Few things are more historically iconic to late winter than horse-drawn sleighs hauling barrels of maple sap out of snow-covered woodlands, while clouds of steam billow from wood-fired evaporators.
In more recent times of commercial maple syrup production, sleighs and horses have been replaced by miles of plastic tubing snaking through stands of maple trees and gas-fired boilers cooking down thousands of gallons of sap per day.
But, how do you go about “sugaring” if you have just a few maple trees in your backyard and would like to try boiling down some do-it-yourself maple syrup?
A recent weekend program hosted at York County’s Nixon Park featured hands-on demonstrations for small-scale syrup making, from sap collection to sheeting syrup from a spoon to test for doneness. The park’s annual maple-sugaring demonstrations have become a favorite of both interested visitors and the dozens of volunteers who return year after year to assist in the traditional process.
“As soon as it began to warm (in) the beginning of February, we began collecting sap,” said park naturalist Brandon Pentz. He oversees and supports about 100 volunteers who assist with a variety of tasks in preparing for and conducting the annual sugaring event.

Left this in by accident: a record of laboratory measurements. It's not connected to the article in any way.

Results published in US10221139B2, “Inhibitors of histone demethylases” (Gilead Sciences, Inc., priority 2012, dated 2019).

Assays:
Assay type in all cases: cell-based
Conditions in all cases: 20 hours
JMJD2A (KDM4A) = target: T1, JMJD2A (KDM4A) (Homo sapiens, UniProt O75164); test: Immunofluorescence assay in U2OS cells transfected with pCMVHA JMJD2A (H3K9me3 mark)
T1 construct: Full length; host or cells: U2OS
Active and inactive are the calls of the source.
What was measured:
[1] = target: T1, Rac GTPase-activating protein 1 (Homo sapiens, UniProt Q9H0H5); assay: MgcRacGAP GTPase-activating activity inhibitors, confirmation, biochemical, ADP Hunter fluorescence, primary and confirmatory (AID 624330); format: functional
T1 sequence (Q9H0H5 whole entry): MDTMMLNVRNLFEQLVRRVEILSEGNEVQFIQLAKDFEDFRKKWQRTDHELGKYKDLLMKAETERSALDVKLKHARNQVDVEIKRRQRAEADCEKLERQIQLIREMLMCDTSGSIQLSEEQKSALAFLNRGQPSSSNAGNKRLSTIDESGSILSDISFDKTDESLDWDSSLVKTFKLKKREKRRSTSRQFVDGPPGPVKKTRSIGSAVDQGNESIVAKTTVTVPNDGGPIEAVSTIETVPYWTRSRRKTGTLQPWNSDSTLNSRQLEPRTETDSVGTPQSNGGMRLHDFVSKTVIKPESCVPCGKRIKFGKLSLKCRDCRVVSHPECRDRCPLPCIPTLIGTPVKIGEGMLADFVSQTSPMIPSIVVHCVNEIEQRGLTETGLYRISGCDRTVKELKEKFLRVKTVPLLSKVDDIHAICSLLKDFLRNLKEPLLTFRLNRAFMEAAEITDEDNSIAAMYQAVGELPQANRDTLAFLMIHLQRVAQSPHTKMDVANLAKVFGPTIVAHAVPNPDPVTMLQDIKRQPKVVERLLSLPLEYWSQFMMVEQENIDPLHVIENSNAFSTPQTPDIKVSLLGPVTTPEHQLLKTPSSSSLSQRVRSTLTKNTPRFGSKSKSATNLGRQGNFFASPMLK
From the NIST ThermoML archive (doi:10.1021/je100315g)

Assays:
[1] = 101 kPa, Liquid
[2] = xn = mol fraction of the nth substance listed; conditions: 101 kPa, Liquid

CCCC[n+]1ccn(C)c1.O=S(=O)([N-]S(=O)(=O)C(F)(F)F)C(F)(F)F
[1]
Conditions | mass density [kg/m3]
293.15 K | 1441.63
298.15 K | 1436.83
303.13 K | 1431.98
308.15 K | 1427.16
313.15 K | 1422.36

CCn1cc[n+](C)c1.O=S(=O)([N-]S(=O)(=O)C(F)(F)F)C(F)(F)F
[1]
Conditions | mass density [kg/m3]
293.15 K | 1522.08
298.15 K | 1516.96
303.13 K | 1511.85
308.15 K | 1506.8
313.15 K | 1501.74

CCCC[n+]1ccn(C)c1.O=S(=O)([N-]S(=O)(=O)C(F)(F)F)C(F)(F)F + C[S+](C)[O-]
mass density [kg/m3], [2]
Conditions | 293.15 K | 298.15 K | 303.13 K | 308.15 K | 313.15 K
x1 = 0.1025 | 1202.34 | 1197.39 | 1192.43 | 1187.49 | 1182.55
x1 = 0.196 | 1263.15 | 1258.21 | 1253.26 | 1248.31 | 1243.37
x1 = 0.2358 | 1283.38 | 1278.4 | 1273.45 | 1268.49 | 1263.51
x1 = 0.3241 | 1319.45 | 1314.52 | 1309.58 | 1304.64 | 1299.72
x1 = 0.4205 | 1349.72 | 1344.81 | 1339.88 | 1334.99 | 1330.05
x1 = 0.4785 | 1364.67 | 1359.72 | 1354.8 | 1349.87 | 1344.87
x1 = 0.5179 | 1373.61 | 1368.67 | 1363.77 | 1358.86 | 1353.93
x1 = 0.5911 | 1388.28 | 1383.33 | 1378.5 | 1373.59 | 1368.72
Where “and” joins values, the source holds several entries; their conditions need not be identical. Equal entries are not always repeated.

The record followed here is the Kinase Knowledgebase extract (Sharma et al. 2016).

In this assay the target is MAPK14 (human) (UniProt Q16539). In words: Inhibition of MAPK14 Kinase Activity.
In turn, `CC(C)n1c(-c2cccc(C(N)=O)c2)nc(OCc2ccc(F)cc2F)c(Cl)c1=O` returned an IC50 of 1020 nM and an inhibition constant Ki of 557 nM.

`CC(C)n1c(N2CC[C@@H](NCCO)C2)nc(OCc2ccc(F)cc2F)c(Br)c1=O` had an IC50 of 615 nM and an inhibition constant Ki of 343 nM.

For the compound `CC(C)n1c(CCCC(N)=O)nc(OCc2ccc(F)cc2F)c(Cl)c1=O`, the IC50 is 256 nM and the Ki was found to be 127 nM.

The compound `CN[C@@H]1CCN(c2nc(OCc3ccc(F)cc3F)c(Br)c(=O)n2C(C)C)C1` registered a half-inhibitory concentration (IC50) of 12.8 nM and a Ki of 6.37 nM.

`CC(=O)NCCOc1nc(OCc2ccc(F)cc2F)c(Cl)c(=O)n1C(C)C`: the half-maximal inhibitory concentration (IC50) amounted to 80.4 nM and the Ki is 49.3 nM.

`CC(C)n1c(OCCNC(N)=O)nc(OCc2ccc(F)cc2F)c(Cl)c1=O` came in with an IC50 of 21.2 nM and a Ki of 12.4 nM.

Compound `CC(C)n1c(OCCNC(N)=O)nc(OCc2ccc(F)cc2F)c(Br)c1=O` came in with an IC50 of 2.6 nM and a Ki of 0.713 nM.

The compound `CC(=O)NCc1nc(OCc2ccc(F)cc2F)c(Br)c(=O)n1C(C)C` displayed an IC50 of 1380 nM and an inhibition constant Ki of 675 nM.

“It got cooler, and then it warmed up again. We collected a lot of sap. The weather was ideal this year,” Pentz said.
Local Maple Sugar
Nixon Park, located just outside the southern York County borough of Jacobus, is heavily wooded with a variety of hardwood species, including red maple. The sugar maples of traditional New England syrup making do not grow in southern Pennsylvania, so red maples are a local alternate for sap collecting.
“We don’t tap any tree smaller than 10 inches in diameter, because they’re not mature enough,” Pentz said. “You have to make sure the tree is healthy.”
He noted that a healthy, mature maple, under good conditions, can yield up to a gallon of sap each day. Cold nights and warming days are necessary for good sap flow, conditions that kept the sap flowing through February and into early March.
A total of 31 of the park’s red maples were drilled and fitted with spiles, or taps, that drain the sap from the trees. Each spile in the park’s tapped maples fed into a clean, empty, plastic milk jug — a familiar container readily available to any backyard syrup maker.
The spiles and jugs were affixed to trees abutting the park’s Bird Hollow Trail, with a sap-boiling demonstration set up not far from the collection area. An “arch,” or concrete block firepit, supported the cooking pan, which was kept fired and boiling sap with a supply of dried wood that volunteers had cut ahead of time.
Sap from red maples contains a lower percentage of sugar, only 1 to 2%, as compared to the 4% in sugar maples.
“It takes about 80 gallons of red maple sap to make a gallon of maple syrup,” Pentz said.
Sap from sugar maples, with naturally higher sugar levels of about 4%, will yield approximately double the volume of finished syrup as that cooked down from the less-sweet sap of red maples.
“We need at least 25 gallons to be enough to fill our boiling pan,” Pentz said
The wood-fired processing takes about 7 to 8 hours to boil down each batch of sap.
Event Attendees Get to See Sugaring Process Up Close